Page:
Protecting the Right to a Basic Education for Undocumented Learners: An Update from the Legal Resources Centre
(As the current Oxford Human Rights Hub/Rhodes University Travelling Fellow, I’ll be blogging about my experiences at the Legal Resources Centre (LRC) and the Rhodes University Law Faculty for the next five months.)
Day one of the Fellowship got off to an exciting start as I observed a constitutional law case on the right to education of undocumented learners in the Makhanda High Court.
In South Africa, the funding for “no-fee” schools used to be determined by a survey at the beginning of each school year which, among other things, required schools to self-report the number of learners at their institution onto a central database.
Unfortunately, some schools inflated their numbers with “ghost learners”, resulting in serious misallocation of funds. The risk of fraud, coupled with the Department of Home Affairs’ desire to curb illegal immigration, formed the backdrop to the Department of Education’s decision to publish a circular in 2016 which stated that it would only provide funding for learners who were uploaded onto the central database with the required documentation (i.e. birth certificate, ID number or passport).
The policy potentially affected millions of learners, both national and non-national. While it is a common misconception that a lack of documentation is an irregular migration issue, the bureaucratic barriers to birth registration within South Africa mean that an estimated 5% of its population is unregistered. Indeed, around 83% of undocumented learners currently attending school in South Africa are South African.
For Phakamisa High School, whose governing body was represented by the LRC, the policy change meant that over 10% of its students no longer received funding, resulting in shortages which affected all students. Phakamisa decided not to admit any more undocumented students. Other schools took the more drastic measure of expelling current undocumented learners if they could not provide the required documents.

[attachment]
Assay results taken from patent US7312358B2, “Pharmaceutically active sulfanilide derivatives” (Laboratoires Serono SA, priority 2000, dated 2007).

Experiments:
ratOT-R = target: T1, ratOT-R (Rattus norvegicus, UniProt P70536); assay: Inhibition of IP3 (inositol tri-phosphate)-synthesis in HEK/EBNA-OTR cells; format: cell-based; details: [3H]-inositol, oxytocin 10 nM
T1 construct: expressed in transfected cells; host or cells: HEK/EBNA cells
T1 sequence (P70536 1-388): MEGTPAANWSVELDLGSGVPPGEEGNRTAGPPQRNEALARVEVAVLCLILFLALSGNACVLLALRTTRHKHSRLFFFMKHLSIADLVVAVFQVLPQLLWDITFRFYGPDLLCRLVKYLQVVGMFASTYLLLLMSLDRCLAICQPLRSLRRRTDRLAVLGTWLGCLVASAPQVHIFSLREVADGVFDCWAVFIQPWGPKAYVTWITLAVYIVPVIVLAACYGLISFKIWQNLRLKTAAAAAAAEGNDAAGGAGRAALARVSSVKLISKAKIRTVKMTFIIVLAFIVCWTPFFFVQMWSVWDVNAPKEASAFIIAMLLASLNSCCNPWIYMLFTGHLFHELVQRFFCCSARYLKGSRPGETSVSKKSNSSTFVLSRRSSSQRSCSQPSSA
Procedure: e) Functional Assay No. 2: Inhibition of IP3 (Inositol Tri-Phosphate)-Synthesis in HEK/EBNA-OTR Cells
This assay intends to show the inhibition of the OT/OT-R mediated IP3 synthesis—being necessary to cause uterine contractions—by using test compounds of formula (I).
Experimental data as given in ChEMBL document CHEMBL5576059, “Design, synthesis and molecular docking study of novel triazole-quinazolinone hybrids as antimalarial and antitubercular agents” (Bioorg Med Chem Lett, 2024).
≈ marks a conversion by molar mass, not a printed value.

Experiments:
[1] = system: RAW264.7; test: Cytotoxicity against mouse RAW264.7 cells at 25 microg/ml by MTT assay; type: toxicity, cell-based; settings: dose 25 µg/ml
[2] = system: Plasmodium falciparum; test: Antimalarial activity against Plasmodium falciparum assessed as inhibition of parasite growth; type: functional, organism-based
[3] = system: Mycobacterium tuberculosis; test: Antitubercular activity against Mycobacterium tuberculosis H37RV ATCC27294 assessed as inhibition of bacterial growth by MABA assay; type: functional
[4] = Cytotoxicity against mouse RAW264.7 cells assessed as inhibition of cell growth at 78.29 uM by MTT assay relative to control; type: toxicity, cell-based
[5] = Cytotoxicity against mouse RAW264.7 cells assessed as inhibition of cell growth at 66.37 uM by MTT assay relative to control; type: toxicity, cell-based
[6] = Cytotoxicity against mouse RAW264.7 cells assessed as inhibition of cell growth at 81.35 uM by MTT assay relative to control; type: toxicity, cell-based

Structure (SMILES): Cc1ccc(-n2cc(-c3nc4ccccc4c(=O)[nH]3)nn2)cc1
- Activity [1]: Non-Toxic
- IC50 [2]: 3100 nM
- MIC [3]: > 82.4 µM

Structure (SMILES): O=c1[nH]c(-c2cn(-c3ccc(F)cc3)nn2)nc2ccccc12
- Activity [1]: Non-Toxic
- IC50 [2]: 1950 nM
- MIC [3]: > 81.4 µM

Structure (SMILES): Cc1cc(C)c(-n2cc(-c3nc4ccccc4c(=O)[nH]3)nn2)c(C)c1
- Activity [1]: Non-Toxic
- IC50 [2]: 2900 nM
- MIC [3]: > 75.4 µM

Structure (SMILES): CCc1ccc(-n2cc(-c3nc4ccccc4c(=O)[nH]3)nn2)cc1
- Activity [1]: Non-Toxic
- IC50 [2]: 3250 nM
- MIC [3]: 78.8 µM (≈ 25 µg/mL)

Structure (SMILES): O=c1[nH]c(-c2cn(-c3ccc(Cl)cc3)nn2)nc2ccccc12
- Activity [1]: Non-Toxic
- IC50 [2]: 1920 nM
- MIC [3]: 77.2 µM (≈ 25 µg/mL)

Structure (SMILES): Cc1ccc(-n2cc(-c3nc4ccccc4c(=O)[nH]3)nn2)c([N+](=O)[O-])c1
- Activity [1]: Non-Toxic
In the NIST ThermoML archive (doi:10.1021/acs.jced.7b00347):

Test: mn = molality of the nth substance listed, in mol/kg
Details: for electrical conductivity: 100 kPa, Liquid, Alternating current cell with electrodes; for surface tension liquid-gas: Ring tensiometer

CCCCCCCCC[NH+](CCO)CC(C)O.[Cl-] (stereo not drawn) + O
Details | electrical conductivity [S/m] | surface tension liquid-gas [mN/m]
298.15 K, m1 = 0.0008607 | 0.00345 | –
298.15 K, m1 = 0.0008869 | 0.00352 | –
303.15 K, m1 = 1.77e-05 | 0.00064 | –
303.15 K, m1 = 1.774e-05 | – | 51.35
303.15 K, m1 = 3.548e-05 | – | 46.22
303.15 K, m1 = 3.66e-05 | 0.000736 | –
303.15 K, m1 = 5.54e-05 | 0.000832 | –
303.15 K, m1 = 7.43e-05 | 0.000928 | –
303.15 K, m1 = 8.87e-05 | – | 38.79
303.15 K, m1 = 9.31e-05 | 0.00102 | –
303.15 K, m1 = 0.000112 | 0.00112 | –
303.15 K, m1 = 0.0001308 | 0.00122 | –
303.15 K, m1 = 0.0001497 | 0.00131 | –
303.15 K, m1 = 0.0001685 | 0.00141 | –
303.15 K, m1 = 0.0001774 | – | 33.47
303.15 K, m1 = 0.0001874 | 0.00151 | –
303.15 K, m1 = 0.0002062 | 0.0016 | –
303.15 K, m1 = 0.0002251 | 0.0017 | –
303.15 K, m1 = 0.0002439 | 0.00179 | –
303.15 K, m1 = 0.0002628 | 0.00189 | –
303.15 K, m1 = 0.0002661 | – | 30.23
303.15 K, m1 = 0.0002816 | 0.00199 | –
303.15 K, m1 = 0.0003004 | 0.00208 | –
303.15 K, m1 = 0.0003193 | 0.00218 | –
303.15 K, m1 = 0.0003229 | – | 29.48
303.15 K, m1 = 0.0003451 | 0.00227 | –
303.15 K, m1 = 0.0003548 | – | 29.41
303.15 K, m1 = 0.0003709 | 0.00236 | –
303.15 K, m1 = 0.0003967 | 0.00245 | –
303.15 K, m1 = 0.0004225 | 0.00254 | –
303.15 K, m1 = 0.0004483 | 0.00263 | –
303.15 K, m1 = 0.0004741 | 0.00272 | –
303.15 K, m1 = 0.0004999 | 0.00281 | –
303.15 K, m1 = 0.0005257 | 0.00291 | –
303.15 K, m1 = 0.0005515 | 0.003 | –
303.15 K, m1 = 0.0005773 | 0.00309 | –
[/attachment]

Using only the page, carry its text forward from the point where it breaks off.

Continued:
After several unsuccessful attempts to persuade the Department for Education to alter its stance on funding, the LRC made an application to review and set aside the policy. They argued that the withdrawal of funding constituted an infringement of the learners’ right to a basic education, as well as their rights to equality and dignity under sections 9 and 10 respectively. Following months of delay, the Centre for Child Law (CCL), who was also represented by the LRC, made an urgent application at the end of 2018 to reinstate 37 children who had been out of school pending the challenge.
The Department defended its policy on the basis that it was intended to curb activities like human trafficking and child abduction and prostitution. Regarding undocumented non-national learners, it was argued that these children are not bearers of the unqualified right to a basic education and, in any case, the Immigration Act renders it an offence to provide schooling to an “illegal foreigner”.
In January 2019, the Makhanda High Court dismissed the urgent application but, following the threat of appeal, the Department placed the 37 children into school and proceeded to revise its policy on funding and admissions of undocumented learners. In the High Court Challenge on Wednesday, the LRC sought to crystallise this shift with a court order, which would compel the Department to fund undocumented learners in the school system nationwide. The rest of the High Court case revolved around the human rights compliance of the revised admissions policy.
It was a thrilling experience to listen to the advocates eloquently defend their clients’ right to a basic education while relying on authorities that I had studied in the Comparative Human Rights Law course on the BCL. Perhaps the most powerful moment, however, was when a number of the learners entered the courtroom with their parents to watch the case unfold. Throughout the various legal arguments made during the hearing, their presence served as a reminder of the real lives and futures which have been placed at risk since 2016.
If the Court finds a violation of section 29 regarding the revised admissions policy, the impact will affect undocumented learners across the country, who will be able to go to school by virtue of their fundamental rights, rather than the fortune of their birth registration. The judgment could also contribute significantly to international and comparative jurisprudence seeking to more clearly define the contours of the right to a basic education.
The judgment was reserved and is likely to be published within the next three months.